Ecotoxicity of heat-treated Kapur and Japanese larch

Sabiha Salim, Zaidon Ashaari, Yong Seok Choi, Ki Jong Cho, Jinho Jung, Gyu Hyeok Kim

Research output: Contribution to journalArticle

Abstract

Kapur (Dryobalanops sp.) and Japanese larch (Larix kaempferi) wood samples were heat-treated in air at 180 °C for 24 and 48 h. Leaching and toxicity tests were conducted to determine the ecotoxicity effect of these heat-treated woods on the aquatic environment due to heat treatment. The toxicity of conventional preservative-treated woods, i.e. chromated copper arsenate (CCA) and ammoniacal copper quat (ACQ), was also determined for comparison purposes. Acute toxicity tests were performed using two aquatic organisms, Daphnia magna and Vibrio fischeri according to the Organization for Economic Co-operation and Development standard procedures and Microtox assay, respectively. Significantly low toxicity to D. magna was found for the heat-treated Kapur compared to that of untreated Kapur, while heat-treated Japanese larch did not show any toxicity effect. As expected, ACQ-treated samples showed the highest toxicity to D. magna, followed by that of CCA, though toxicity of both preservative-treated woods further reduced over time. Hence, heat treatment of Kapur and Japanese larch were believed to be not harmful to the aquatic ecosystem.

Original languageEnglish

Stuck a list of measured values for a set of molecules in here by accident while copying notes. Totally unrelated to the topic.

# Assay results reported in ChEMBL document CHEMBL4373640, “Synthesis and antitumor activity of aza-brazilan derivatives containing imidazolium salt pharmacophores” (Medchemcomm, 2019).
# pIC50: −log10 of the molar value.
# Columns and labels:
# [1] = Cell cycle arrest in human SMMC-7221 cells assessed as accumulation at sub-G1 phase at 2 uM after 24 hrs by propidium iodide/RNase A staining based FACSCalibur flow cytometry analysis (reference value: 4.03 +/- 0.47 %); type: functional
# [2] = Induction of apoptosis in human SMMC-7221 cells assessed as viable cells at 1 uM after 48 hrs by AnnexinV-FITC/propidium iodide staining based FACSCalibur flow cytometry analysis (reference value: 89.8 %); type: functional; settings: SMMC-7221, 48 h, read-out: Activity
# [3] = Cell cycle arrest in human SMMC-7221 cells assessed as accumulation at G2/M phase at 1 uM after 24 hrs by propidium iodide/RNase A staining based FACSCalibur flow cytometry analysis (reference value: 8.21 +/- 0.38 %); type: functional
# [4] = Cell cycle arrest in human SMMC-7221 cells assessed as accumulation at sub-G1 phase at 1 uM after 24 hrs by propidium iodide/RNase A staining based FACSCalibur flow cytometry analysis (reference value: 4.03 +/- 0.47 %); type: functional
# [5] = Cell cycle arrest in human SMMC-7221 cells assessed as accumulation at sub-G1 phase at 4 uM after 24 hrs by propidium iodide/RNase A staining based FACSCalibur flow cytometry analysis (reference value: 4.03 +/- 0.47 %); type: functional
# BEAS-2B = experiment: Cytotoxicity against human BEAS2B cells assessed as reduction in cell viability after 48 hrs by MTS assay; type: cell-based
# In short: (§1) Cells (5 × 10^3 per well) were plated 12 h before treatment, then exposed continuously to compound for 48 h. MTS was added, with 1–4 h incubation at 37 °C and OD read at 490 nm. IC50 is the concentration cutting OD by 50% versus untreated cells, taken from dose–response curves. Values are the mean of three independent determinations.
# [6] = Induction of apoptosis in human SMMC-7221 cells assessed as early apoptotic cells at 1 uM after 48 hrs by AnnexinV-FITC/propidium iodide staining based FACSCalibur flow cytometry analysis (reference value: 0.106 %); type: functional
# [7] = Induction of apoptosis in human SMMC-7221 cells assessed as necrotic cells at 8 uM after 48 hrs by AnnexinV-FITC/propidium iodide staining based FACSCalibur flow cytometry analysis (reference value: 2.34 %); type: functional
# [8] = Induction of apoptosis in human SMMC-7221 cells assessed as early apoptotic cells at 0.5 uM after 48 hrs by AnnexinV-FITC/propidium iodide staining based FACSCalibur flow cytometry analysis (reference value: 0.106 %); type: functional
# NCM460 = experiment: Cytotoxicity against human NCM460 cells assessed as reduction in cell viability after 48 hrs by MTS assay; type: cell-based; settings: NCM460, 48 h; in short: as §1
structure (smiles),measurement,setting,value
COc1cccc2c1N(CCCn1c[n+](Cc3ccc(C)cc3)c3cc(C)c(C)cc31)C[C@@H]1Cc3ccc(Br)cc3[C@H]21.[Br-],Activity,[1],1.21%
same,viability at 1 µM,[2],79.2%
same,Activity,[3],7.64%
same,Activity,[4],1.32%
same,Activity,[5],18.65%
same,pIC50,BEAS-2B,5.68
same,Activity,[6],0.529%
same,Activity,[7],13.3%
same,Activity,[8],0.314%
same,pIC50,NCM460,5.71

Pages (from-to)1-6
Number of pages6
JournalEuropean Journal of Wood and Wood Products
DOIs
Publication statusAccepted/In press - 2016 Jan 28

Fingerprint

Larix kaempferi
ecotoxicology
Toxicity
Daphnia magna
toxicity
heat
preservative treated wood
chromated copper arsenate
Wood
copper
toxicity testing
Copper
preservative
arsenate
toxicity test
Dryobalanops
heat treatment
Vibrio fischeri
aquatic organisms
Heat treatment

ASJC Scopus subject areas

  • Forestry
  • Materials Science(all)

Cite this

Ecotoxicity of heat-treated Kapur and Japanese larch. / Salim, Sabiha; Ashaari, Zaidon; Choi, Yong Seok; Cho, Ki Jong; Jung, Jinho; Kim, Gyu Hyeok.

In: European Journal of Wood and Wood Products, 28.01.2016, p. 1-6.

Research output: Contribution to journalArticle

@article{051973e12b65467e8dbe953001c9d03f,
title = "Ecotoxicity of heat-treated Kapur and Japanese larch",
abstract = "Kapur (Dryobalanops sp.) and Japanese larch (Larix kaempferi) wood samples were heat-treated in air at 180 °C for 24 and 48 h. Leaching and toxicity tests were conducted to determine the ecotoxicity effect of these heat-treated woods on the aquatic environment due to heat treatment. The toxicity of conventional preservative-treated woods, i.e. chromated copper arsenate (CCA) and ammoniacal copper quat (ACQ), was also determined for comparison purposes. Acute toxicity tests were performed using two aquatic organisms, Daphnia magna and Vibrio fischeri according to the Organization for Economic Co-operation and Development standard procedures and Microtox assay, respectively. Significantly low toxicity to D. magna was found for the heat-treated Kapur compared to that of untreated Kapur, while heat-treated Japanese larch did not show any toxicity effect. As expected, ACQ-treated samples showed the highest toxicity to D. magna, followed by that of CCA, though toxicity of both preservative-treated woods further reduced over time. Hence, heat treatment of Kapur and Japanese larch were believed to be not harmful to the aquatic ecosystem.",